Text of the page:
To Turf or not to Turf
By Steve Link
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A large part of general aviation pilots normally fly from asphalt or concrete fields…. I submit for your consideration a proposal. Have you tried a turf strip lately? I know that we all have shown our instructors we can execute the standard short/soft field take off and landing, but were they actually done on a grass strip? I know, I know….You’re going to say “But I fly a tri-geared aircraft that has the tailwheel on the wrong end and I’m afraid I’ll wrinkle my firewall.” Well, properly executed, a landing and takeoff from a grass strip is far from harmful to airplane and pilot. If anything it can be easier on all the above!
Here in Oklahoma, we have so many really nice grass strips to choose from. Most are private strips have hangar houses on them, but generally they don’t mind visitors. Ask around among your pilot friends and generally they will know of some of the visitor friendly grass strips in your area.
The grass strips hearken back to an era not unlike the barnstormers had to contend with. It may even bring out the pseudo-bush pilot in you. Care should be taken in picking the strips, especially if you are flying a tri-gear. Look for the smoother firewall friendly strips. Tri-gear isn’t quite as demanding on the turf, but is just as fun and enjoyable. Just act like you’re an F-16 and keep that nose in the air as long as possible. Yee-Haw! Not only is this proper soft field technique, but it keeps the loads off the training wheel and helps with prop erosion from sand, rocks, and the occasional pasture pie….
Most of the outlying strips will have obstructions you don’t normally see at your common hard surfaced airports. Remember, some of these will be hacked out of the surrounding wilderness! Fly over the strip and look at its length and if there is wildlife first. Check for obstructions close to both ends and remember that dry grass will shorten your landing and lengthen your takeoff so plan accordingly. An overloaded plane and a hot Oklahoma day can cause an embarrassing moment.
My aircraft of choice or the one I’m stuck with, monetarily speaking is a 1966 Citabria GCAA, which has the tailwheel in the right place. Heck, we’d all like to have a big buck warbird or bizjet to play with right?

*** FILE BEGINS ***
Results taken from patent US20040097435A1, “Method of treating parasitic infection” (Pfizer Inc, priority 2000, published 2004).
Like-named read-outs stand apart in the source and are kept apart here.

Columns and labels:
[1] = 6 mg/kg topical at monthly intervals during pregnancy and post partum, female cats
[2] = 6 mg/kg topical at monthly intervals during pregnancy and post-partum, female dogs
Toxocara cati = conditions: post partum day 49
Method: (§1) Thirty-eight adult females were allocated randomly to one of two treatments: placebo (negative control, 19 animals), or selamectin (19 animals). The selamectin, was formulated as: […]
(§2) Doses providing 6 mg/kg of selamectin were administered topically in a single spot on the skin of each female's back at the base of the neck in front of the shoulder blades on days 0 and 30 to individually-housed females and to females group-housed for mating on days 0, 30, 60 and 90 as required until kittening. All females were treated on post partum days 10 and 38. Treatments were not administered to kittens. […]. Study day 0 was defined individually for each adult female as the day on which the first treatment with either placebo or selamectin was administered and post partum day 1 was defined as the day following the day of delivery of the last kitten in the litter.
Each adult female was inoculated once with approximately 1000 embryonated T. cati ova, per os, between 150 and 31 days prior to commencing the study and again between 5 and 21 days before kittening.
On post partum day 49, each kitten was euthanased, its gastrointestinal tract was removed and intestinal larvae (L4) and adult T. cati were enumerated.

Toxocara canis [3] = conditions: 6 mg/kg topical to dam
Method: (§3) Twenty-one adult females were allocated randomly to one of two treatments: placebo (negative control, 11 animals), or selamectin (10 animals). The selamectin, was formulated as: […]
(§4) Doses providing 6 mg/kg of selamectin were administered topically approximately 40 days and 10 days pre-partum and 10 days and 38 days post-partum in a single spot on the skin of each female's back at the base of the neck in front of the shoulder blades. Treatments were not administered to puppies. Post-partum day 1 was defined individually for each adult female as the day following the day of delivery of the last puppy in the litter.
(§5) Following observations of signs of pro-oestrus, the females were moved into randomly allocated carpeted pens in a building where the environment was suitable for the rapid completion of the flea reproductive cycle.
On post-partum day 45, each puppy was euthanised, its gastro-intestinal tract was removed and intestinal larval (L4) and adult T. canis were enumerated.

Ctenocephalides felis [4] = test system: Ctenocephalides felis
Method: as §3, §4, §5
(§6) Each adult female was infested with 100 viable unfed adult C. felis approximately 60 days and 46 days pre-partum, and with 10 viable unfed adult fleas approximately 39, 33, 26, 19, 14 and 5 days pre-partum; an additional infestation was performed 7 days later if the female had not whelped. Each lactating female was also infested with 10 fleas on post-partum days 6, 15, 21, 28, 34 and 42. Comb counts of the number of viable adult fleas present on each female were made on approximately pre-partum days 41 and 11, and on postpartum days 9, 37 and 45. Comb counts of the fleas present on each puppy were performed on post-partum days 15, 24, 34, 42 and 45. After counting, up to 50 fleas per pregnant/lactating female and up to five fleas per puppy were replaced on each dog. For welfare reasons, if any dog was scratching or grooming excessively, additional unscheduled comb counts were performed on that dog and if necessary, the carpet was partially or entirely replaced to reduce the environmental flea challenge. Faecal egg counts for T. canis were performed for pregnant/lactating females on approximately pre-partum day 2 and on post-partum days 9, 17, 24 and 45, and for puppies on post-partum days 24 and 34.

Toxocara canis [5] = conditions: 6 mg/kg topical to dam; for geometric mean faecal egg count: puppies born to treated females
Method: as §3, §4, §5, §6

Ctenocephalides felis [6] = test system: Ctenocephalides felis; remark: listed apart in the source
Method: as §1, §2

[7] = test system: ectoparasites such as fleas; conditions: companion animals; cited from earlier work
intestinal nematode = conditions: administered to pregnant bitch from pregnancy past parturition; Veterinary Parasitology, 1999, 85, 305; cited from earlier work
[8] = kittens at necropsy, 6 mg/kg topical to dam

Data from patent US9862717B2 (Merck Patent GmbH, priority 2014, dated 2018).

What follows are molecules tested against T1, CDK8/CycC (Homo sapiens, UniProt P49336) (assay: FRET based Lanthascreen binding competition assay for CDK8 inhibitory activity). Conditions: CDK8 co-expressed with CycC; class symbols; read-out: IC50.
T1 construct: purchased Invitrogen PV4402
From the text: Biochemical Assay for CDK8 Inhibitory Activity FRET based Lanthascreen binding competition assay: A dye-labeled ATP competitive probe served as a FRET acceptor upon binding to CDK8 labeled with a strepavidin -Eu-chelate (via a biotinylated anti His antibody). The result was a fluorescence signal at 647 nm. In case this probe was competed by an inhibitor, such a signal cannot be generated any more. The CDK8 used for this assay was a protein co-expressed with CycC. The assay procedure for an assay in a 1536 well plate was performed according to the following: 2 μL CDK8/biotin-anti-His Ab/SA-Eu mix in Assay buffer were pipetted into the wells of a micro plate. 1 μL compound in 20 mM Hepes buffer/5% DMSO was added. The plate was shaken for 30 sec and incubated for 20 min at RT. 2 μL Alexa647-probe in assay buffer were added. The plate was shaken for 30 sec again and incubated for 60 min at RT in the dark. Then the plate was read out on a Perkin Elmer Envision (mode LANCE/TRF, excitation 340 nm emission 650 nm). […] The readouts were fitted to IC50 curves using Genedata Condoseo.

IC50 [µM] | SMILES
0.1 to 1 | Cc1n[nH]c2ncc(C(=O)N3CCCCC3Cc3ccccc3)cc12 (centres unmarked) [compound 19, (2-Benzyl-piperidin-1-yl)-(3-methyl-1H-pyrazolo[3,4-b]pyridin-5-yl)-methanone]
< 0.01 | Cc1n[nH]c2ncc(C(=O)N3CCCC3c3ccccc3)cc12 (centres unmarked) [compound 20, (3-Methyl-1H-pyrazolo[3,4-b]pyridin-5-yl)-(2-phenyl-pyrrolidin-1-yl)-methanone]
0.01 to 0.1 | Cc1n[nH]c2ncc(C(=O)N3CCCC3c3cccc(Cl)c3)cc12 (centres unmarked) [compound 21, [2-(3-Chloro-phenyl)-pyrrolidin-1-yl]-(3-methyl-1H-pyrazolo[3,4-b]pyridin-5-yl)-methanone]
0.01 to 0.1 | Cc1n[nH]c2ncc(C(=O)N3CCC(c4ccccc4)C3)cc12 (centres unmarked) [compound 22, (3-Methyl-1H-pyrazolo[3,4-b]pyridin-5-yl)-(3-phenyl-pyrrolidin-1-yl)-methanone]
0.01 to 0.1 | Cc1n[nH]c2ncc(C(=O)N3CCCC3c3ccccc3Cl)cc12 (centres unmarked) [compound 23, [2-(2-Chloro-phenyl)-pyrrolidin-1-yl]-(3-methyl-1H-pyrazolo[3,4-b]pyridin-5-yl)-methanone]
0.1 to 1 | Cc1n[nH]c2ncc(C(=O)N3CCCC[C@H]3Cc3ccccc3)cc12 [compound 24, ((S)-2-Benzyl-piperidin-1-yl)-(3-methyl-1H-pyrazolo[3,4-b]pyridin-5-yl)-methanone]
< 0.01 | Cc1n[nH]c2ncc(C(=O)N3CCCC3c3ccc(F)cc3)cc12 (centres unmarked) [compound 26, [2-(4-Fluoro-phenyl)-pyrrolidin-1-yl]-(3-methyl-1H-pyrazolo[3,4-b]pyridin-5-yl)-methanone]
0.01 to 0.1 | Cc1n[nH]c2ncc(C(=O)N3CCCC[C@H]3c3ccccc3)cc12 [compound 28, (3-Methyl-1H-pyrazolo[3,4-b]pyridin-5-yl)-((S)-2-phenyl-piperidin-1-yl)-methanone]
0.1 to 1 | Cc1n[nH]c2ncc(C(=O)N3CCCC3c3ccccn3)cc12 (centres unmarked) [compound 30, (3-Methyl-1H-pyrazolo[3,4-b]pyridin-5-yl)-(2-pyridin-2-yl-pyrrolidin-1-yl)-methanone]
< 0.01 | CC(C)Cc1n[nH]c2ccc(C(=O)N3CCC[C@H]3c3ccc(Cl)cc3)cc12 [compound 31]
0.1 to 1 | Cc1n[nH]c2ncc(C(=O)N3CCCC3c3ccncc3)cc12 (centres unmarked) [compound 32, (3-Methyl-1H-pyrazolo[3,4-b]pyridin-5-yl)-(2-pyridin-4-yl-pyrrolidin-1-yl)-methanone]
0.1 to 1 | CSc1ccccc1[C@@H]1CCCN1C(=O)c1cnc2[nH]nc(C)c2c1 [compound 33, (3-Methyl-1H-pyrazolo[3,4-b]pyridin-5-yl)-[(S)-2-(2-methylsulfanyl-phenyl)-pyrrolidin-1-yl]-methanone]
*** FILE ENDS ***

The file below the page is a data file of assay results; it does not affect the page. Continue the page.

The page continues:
When I’m flying off turf, I generally 3 point it just because it feels so good. A smooth turf strip is so forgiving on your airframe, tires and such, and really makes you feel like you know what you are doing. Try coming in a little sloppy or with a slight drift on hard surfaces and you are in for some side loads that tend to get your attention and unnerve you and can be hard on the airframe and tires. On grass, it just accepts the aircraft and forgives your drifts to the point that it isn’t even noticeable. I was a low time tailwheel pilot when I took a friend to a grass strip for some touch and goes….It was so forgiving that he thought I had been flying for years!
The forgiving nature of turf can also work against you….A hefty crosswind and a tailwheel can really get your attention on grass if it’s wet, as you loose all of that aforementioned authority to the tailwheel during rollout due to the low friction coefficient of the wet turf. Just be ready for it, it’s like ice. This applies to you tri-geared drivers too.
I guess that what I have tried to say with all this is that if you haven’t ever tried a grass strip, or it’s been awhile for you, rediscover the joy that turf has to offer. Like I pointed out there are many out there. Some of my favorites are El Reno (F28), McCaslin (O44) near Lexington, Thompson and Cole Fields near Tuttle, and for you golfers out there, Okemah (F81). Keep in mind that the out of the way strips sometimes have a warmer, more sociable atmosphere, compared with a lot of the bigger paved airports. And you might find some really neat planes and interesting people in your travels. Tailwinds!